A recent study by the University of Delaware puts a price tag on the economic value of the Delaware Estuary—the tidal portion of the Delaware River Basin—and the number is big. An estimated $10 billion flows annually from the economic activity and water-related jobs the estuary provides for a half-million people in the tri-state area. The results of the study were announced earlier this month by the nonprofit Partnership for the Delaware Estuary, and the implications are far-reaching in terms of project planning, policy decisions and future investment.
“You cannot put a price tag on the value of the Delaware River and Bay to peoples’ lives—it’s much more than an economic resource. However, we live in a time when major decisions about activities like drilling, dredging and development are made based in part on economics,” said Jennifer Adkins, executive director of the Partnership for the Delaware Estuary. “This study will help people to consider the economic contributions of our estuary in those types of decisions.”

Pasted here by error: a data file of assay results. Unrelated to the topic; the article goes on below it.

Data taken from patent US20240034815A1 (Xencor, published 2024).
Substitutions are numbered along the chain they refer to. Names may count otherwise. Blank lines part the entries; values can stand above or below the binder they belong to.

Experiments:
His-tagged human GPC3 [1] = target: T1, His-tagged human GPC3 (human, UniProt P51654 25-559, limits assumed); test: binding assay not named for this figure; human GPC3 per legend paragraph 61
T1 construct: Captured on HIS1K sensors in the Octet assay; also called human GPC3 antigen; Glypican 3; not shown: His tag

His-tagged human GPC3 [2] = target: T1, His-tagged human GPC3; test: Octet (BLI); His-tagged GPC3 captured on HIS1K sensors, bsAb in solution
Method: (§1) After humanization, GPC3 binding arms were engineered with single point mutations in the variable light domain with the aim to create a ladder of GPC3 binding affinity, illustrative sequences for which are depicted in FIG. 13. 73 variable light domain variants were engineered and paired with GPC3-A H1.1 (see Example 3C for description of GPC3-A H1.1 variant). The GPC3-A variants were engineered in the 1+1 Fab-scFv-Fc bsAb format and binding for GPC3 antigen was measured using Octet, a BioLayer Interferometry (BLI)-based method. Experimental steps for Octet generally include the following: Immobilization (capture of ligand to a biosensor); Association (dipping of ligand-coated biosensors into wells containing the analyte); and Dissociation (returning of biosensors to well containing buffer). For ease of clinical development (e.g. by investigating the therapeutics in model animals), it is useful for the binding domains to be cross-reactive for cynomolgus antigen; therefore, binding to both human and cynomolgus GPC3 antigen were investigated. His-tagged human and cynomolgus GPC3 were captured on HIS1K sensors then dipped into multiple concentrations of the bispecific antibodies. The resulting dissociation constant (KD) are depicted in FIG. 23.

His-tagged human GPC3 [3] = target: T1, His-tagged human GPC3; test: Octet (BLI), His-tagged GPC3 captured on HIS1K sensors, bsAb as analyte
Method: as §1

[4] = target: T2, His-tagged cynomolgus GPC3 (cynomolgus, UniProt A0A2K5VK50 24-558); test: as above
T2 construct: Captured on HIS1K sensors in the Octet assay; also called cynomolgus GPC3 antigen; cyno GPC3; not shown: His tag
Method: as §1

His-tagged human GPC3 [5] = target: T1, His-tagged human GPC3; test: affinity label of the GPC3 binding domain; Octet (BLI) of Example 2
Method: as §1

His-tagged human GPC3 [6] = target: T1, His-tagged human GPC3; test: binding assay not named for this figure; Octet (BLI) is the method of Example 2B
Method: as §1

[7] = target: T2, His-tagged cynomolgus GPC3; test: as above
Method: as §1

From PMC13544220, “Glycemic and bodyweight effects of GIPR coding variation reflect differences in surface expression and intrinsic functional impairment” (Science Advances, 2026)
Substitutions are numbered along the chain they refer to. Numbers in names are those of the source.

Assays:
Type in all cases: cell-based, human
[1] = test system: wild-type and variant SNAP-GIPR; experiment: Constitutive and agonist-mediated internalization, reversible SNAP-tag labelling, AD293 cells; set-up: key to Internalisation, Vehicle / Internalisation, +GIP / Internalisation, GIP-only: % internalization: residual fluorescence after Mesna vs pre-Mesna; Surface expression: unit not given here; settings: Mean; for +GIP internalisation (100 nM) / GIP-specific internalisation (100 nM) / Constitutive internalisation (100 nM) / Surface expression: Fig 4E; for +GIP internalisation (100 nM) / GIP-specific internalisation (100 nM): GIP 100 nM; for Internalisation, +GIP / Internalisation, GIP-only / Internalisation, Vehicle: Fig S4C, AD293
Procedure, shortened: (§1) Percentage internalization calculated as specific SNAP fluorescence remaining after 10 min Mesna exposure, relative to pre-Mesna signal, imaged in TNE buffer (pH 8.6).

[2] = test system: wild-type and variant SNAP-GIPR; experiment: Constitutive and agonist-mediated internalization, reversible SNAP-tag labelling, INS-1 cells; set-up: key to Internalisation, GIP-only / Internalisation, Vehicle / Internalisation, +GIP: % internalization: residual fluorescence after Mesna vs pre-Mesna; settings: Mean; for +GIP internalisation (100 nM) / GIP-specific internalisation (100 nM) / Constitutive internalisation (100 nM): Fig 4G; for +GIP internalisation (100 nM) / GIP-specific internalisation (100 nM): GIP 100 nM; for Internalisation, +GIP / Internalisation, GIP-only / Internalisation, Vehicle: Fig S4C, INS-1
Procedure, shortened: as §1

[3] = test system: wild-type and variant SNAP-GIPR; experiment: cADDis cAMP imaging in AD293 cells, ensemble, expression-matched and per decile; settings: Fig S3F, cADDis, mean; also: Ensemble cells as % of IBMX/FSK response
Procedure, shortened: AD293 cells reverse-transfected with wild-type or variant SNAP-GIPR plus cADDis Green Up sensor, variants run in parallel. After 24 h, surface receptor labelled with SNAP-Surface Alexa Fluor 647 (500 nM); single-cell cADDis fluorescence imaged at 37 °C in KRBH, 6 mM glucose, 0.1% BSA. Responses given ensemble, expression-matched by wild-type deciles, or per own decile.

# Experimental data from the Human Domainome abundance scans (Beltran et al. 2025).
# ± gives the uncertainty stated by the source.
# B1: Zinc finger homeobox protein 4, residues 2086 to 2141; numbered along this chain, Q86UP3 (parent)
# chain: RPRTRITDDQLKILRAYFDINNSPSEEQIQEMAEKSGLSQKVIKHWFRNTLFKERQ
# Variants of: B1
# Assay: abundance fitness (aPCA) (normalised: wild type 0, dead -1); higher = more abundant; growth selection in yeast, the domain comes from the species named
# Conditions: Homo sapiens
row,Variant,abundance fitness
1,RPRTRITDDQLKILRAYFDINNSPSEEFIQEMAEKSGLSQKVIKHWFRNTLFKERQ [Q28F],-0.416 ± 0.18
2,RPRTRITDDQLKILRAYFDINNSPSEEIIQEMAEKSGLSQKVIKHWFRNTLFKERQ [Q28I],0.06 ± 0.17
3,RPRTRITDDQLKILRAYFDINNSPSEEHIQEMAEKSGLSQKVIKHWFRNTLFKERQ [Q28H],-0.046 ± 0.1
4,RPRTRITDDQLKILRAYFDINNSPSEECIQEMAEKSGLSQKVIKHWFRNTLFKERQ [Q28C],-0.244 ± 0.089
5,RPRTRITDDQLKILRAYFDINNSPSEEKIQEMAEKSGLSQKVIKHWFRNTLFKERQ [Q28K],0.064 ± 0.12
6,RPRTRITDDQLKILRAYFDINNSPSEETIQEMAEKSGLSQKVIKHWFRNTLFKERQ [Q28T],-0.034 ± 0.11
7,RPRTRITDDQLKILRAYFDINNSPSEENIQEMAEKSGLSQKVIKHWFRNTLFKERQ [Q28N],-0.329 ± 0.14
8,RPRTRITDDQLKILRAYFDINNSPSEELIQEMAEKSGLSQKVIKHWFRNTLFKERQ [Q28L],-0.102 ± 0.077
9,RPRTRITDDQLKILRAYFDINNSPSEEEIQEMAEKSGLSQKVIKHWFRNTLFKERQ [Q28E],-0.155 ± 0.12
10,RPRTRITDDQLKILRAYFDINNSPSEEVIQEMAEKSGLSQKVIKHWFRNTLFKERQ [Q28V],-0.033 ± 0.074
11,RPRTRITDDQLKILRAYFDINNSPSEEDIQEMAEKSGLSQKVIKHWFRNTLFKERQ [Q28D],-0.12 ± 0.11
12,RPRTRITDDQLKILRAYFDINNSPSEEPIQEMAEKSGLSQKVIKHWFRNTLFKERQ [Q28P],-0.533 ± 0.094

The PDE has identified six priority projects (PDF) for the Delaware Estuary in 2011, which encompass the following:
- Restoring the shoreline in Bridesburg (including the parcel known as the Philly coke site) and construction of a recreational trail to complete a segment of the East Coast Greenway
- Using "living shorelines" to prevent marshes from washing into Delaware Bay
- Restoring freshwater mussels in local waterways to purify water
- Evaluating the health of underwater plants
- Restoring oyster reefs in Delaware Bay
- Teaching school children about maritime culture by restoring oysters
For more info, visit the PDE website and check out the recent article in the Northeast Times.